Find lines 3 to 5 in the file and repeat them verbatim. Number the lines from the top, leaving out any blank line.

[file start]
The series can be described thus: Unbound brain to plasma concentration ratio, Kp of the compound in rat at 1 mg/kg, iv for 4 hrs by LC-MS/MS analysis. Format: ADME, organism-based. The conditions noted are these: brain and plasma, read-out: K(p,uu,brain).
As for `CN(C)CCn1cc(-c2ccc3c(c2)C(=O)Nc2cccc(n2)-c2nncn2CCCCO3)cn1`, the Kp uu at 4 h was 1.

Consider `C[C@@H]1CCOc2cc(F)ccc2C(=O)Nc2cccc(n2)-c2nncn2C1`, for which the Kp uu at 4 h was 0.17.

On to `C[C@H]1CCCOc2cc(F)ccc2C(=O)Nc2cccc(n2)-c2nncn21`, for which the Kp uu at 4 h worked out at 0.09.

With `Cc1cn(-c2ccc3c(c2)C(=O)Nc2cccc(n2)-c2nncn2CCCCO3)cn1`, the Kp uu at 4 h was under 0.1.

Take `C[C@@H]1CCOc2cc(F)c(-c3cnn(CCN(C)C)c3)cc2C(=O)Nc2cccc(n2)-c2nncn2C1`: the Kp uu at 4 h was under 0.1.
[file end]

Consider `C[C@@H]1CCOc2cc(F)ccc2C(=O)Nc2cccc(n2)-c2nncn2C1`, for which the Kp uu at 4 h was 0.17.

On to `C[C@H]1CCCOc2cc(F)ccc2C(=O)Nc2cccc(n2)-c2nncn21`, for which the Kp uu at 4 h worked out at 0.09.

With `Cc1cn(-c2ccc3c(c2)C(=O)Nc2cccc(n2)-c2nncn2CCCCO3)cn1`, the Kp uu at 4 h was under 0.1.